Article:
I unwillingly left mom in the hospital room tonight. I really thought I would spend the night in the "lounge" chair. They had planted a roommate in there and the room became so crowded with nurses, me, potty chairs, etc, that I finally thought it prudent if I left. But leaving my mom there one more night, alone, was really difficult. They still can't stop the GI bleeding and she is still receiving infusions of blood. I can't believe 12 hours ago we were bringing her home and now she has gone through 3 more "procedures" and still bleeding. What was a scary incident and now turned out to be almost unbelievable. (I won't go into the part about how I suggested that maybe the place they cauterized the first time had maybe come unglued and was ignored ... which btw, was the case).
I sat in the dark and watched her sleep. Thought who would get the jokes about the "hot house" where I lived as a child. My grandmother, uncle lived with us ... in a hot attic apartment in Texas ... so small that when my grandmother snored, the house would rattle and everyone would kick the others bed until whomever was sleeping next to my grandmother would kick hers to get her to stop. I started thinking about what phone calls I should make. But she is the one with the "family" numbers and I always get her to make the phone calls to family about important matters. And then I make myself stop thinking those thoughts and get back to planning on cleaning and doing laundry when I get home.
There was a moment that brought me to tears tonight. The woman in the next bed had a pacemaker mess-up ... I guess they put it in the wrong spot (is that possible?) and then they had to re-plant it. She wasn't looking good. But got a little more agitated when I came in and started fussing over mom. She was crying, sobbing, really with the TV blaring. The nurses came to ask what was wrong, was she comfortable, checked her blood sugar, etc. Then she started telling the nurse what nursing home she had come from and that she was going to stay closer to her ex-daughter-in-law and grandson in Tacoma. I could only surmise from that information that her son was gone. Her husband probably gone as well. She had no other relatives. She said she didn't like to be in that room, and she was so sad.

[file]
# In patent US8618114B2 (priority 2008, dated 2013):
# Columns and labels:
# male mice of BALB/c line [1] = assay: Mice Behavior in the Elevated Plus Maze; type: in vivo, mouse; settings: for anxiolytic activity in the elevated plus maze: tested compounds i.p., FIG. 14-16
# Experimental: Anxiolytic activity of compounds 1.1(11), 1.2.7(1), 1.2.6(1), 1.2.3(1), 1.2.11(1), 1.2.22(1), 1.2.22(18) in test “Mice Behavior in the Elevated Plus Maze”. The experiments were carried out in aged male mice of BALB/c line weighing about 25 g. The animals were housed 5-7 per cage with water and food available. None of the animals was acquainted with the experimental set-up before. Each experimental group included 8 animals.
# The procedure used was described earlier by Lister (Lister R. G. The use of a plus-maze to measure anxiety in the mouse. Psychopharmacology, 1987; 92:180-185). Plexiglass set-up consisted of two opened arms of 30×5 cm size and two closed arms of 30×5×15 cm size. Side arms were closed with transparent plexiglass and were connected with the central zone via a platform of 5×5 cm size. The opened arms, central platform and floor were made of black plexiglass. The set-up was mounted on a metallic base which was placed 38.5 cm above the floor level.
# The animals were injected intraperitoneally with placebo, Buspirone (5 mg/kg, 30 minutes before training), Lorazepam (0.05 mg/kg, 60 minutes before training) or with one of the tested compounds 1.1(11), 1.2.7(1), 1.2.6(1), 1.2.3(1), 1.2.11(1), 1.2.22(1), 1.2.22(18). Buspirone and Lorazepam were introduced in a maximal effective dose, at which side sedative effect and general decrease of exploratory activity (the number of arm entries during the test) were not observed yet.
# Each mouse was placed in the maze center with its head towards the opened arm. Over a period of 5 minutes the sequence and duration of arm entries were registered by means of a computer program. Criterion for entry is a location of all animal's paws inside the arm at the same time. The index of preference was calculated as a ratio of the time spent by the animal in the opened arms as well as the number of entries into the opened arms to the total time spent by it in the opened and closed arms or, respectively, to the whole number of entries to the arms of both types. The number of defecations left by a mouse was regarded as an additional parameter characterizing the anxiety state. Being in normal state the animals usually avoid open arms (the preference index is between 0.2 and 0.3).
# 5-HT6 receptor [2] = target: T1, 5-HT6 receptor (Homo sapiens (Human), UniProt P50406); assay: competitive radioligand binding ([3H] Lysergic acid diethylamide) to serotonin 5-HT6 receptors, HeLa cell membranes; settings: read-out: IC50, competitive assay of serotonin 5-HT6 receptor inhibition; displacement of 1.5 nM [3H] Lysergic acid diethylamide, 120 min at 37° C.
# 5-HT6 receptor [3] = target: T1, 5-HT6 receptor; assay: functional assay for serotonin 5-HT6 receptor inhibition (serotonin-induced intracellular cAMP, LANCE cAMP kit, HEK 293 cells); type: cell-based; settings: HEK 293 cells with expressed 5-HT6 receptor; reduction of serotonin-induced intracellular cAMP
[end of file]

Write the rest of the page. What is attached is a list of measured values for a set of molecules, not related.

At that point, tears were streaming from my eyes, thankfully the curtain hid my profound sadness from her. I had heard her tell the nurse that she had been sad for years. I was thinking, where were her belongings? Where did she live? Was she is moving from one nursing home to another? I asked her if I could help her with anything. I asked her if she needed some water. I washed her face and hands a couple of times with a hot cloth. I pampered her for a couple of minutes. I wish I could have pampered her a little longer. How sad is life when one ends in the company of strangers. In a cold, noisey hospital, room with the curtains drawn, machines bleeping their constant warnings. With no family there to hold your hand. I will pamper her a little more tomorrow. I tried not to cry all the way home.
The Work of the Artist Anthony Stevens
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